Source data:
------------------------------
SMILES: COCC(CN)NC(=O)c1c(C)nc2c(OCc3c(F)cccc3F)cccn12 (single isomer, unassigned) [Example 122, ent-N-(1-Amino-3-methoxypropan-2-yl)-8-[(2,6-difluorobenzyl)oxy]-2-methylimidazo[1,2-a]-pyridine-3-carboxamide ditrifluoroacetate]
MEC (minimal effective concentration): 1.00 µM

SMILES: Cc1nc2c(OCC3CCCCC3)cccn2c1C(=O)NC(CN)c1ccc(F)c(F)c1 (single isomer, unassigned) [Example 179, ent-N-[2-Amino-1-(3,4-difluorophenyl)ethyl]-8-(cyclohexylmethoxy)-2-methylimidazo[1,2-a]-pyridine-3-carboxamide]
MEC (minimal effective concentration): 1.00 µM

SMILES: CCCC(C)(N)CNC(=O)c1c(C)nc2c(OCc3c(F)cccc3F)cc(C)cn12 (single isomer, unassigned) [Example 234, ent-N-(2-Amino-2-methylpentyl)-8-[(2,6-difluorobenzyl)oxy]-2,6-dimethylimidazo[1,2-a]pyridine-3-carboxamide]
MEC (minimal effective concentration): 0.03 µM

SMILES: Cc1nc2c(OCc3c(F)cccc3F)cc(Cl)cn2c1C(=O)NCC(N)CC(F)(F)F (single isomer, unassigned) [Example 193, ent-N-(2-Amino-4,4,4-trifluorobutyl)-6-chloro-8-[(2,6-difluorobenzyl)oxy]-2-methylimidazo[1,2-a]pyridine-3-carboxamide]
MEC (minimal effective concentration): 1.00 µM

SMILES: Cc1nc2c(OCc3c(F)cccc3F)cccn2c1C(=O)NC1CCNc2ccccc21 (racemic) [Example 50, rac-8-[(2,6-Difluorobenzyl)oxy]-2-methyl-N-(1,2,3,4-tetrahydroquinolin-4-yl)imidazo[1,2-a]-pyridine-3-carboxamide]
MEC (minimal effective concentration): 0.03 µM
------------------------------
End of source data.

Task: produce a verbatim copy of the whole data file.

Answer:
SMILES: COCC(CN)NC(=O)c1c(C)nc2c(OCc3c(F)cccc3F)cccn12 (single isomer, unassigned) [Example 122, ent-N-(1-Amino-3-methoxypropan-2-yl)-8-[(2,6-difluorobenzyl)oxy]-2-methylimidazo[1,2-a]-pyridine-3-carboxamide ditrifluoroacetate]
MEC (minimal effective concentration): 1.00 µM

SMILES: Cc1nc2c(OCC3CCCCC3)cccn2c1C(=O)NC(CN)c1ccc(F)c(F)c1 (single isomer, unassigned) [Example 179, ent-N-[2-Amino-1-(3,4-difluorophenyl)ethyl]-8-(cyclohexylmethoxy)-2-methylimidazo[1,2-a]-pyridine-3-carboxamide]
MEC (minimal effective concentration): 1.00 µM

SMILES: CCCC(C)(N)CNC(=O)c1c(C)nc2c(OCc3c(F)cccc3F)cc(C)cn12 (single isomer, unassigned) [Example 234, ent-N-(2-Amino-2-methylpentyl)-8-[(2,6-difluorobenzyl)oxy]-2,6-dimethylimidazo[1,2-a]pyridine-3-carboxamide]
MEC (minimal effective concentration): 0.03 µM

SMILES: Cc1nc2c(OCc3c(F)cccc3F)cc(Cl)cn2c1C(=O)NCC(N)CC(F)(F)F (single isomer, unassigned) [Example 193, ent-N-(2-Amino-4,4,4-trifluorobutyl)-6-chloro-8-[(2,6-difluorobenzyl)oxy]-2-methylimidazo[1,2-a]pyridine-3-carboxamide]
MEC (minimal effective concentration): 1.00 µM

SMILES: Cc1nc2c(OCc3c(F)cccc3F)cccn2c1C(=O)NC1CCNc2ccccc21 (racemic) [Example 50, rac-8-[(2,6-Difluorobenzyl)oxy]-2-methyl-N-(1,2,3,4-tetrahydroquinolin-4-yl)imidazo[1,2-a]-pyridine-3-carboxamide]
MEC (minimal effective concentration): 0.03 µM